Smart Manufacturing

The Industrial Internet of Things (IIoT) or Smart Manufacturing, promises to transform the sector, streamlining operations, reducing downtime and improving profitability. From modernizing factory infrastructure to upgrading or integrating legacy systems, plant managers are struggling to prioritize which investments will deliver the promised higher outputs at lower cost or new business models.

But as the machinery on the factory floor becomes more connected, the volume and variety of data being produced becomes increasingly more complex, often leaving production managers with more questions than answers.

Blockchain in Manufacturing

Blockchain technology will establish trust in global supply chains, manufacturers can dramatically reduce production costs, improve efficiency and unleash new business models and opportunities.

Easing the Burden of Trust

Using blockchain, players in the manufacturing ecosystem can satisfy multiple areas of trust, including the following:

  • Protection of design files during and after the journey to the remote printing location.
  • Assurance that the 3-D printer can precisely meet desired specifications and quality requirements.
  • Verification that the correct original design has been referenced, the right raw materials were used, the  3-D printer operated corrected, and shipping/delivery was timely.
  • Assurance of payment and the ability for partners to hold each other accountable.
  • Validation of product information through immutable records that verify the ownership of the product’s intellectual property as it moves along the value chain — such as proprietary manufacturing methods and digital rights (to provide ownership and enforce royalty payments, if required).
  • Reduced reliance on third-party participants, such as banks, escrow agents, lawyers and even internal accounting functions to measure, minimize or manage risk.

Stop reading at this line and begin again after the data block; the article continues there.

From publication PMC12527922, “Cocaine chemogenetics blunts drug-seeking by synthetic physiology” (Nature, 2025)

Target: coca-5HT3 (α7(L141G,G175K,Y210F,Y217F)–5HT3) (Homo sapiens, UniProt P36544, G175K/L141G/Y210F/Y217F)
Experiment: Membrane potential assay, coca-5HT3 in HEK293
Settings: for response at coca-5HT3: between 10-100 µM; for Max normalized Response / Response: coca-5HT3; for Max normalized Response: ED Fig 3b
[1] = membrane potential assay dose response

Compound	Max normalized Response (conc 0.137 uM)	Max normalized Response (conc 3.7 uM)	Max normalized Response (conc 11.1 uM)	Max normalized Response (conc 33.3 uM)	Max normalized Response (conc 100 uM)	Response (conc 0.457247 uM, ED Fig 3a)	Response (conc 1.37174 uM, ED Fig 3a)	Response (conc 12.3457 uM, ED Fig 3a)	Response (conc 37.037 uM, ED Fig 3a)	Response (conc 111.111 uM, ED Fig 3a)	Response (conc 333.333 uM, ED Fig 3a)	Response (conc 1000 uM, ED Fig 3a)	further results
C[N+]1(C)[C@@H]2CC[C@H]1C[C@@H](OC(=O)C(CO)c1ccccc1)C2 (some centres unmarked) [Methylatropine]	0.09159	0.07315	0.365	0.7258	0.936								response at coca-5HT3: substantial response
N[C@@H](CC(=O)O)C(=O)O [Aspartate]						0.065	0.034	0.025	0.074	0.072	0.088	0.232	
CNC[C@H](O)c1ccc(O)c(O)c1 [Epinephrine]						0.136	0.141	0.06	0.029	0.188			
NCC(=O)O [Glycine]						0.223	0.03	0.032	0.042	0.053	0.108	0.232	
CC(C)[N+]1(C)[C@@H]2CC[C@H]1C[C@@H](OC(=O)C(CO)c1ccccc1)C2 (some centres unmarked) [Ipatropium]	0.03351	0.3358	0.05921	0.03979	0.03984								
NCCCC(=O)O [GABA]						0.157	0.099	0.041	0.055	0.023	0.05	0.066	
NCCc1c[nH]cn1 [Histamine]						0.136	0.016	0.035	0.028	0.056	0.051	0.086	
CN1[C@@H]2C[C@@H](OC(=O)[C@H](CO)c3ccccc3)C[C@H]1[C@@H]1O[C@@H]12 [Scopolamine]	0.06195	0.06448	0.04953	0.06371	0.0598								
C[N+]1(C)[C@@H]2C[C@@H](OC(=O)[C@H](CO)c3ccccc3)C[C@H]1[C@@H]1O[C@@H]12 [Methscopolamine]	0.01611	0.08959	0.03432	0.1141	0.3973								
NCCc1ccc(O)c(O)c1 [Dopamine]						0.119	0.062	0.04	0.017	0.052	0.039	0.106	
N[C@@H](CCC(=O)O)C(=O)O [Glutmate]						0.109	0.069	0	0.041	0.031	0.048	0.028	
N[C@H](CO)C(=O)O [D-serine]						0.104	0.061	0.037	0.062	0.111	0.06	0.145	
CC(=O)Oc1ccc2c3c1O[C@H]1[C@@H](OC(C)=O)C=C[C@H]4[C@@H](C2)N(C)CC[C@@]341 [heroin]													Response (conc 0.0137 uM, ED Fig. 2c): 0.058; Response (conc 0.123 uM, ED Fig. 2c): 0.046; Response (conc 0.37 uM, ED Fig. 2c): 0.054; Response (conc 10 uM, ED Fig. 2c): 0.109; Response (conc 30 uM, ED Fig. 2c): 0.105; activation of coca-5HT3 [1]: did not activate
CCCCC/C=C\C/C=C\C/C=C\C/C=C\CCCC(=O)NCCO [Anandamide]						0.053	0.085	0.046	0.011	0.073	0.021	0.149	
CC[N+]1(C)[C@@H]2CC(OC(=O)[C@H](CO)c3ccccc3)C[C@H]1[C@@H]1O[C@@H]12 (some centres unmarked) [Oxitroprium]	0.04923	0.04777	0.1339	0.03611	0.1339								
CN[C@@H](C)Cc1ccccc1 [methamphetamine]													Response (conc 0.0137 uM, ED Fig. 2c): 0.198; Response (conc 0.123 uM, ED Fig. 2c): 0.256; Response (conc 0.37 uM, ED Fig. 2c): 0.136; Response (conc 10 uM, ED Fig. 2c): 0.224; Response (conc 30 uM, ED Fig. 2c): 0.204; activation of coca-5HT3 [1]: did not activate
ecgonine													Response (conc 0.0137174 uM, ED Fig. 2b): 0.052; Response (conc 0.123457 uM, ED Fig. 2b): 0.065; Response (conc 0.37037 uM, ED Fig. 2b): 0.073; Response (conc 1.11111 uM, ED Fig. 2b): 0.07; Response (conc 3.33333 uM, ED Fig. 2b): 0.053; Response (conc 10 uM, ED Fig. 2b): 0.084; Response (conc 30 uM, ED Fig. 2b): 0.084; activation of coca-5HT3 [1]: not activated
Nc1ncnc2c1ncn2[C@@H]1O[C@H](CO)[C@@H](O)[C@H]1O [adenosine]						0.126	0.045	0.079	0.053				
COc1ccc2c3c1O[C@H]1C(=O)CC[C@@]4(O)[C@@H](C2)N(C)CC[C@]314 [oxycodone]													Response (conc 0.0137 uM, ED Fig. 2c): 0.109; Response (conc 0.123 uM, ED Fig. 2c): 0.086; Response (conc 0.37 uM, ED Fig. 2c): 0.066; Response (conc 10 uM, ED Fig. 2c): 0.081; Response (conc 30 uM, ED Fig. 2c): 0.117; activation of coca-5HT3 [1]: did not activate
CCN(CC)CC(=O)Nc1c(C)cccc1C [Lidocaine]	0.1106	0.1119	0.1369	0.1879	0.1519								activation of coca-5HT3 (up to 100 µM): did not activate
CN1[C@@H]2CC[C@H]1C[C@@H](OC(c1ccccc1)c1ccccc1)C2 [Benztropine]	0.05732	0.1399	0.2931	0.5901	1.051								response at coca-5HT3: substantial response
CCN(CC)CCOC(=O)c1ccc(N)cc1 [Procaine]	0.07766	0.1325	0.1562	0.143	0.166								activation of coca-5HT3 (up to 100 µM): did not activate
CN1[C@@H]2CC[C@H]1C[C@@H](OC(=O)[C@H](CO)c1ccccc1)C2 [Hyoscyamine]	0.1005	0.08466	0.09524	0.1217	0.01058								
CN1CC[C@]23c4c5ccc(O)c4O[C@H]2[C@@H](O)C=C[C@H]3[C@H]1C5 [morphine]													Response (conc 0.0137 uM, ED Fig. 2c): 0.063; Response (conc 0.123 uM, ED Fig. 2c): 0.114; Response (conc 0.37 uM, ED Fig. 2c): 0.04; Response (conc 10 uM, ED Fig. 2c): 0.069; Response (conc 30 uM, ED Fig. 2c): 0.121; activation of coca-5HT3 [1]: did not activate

• Reduced need for middle management employees who currently handle much of the above information. In their place, smart contracts can automatically negotiate payment terms and conditions (such as letters of credit).

IoT and Manufacturing

Industrial Camera Systems

Image processing systems built around industrial cameras are already an essential component in automated production. Throughout all steps of production, from the inspection of raw materials and production monitoring (i.e. flaw detection) to final inspections and quality assurance, they are an indispensable part of achieving high efficiency and quality standards.

Deep learning and Manufacturing

Material flow is at the heart of the deep learning-powered factory of the future, taking shape here. AI is literally the vehicle of the transition to Industry 4.0.

How to implement the technology

Applying AI to manufacturing requires a number of key, foundational technologies and process innovations. A smart factory is a networked factory, in which data from supply chains, design teams, production lines and quality control are linked to form a highly integrated, intelligent creation engine.

“If you don’t have the right sensors and the right data, you can’t even begin to get on this journey…this is where the insight is going to come from, and you cannot build a brilliant factory without insight,”.

The ideal intelligent factory, looks something like this. Software captures order data from customers. If, say, an auto maker is running low on fuel nozzles, the software can automatically order production on new units. If an entirely new part is needed, the order is dispatched to design teams. Using 3D printing technologies, they can design, prototype and test a new part in hours instead of days or weeks.

The part then goes into production on a line that’s mostly ‘staffed’ by highly intelligent robots. Each stage is monitored by sensors that feed data to AI and analytics software. If a defect is spotted, or a new part needs to enter production, the software orders the part and the process begins anew.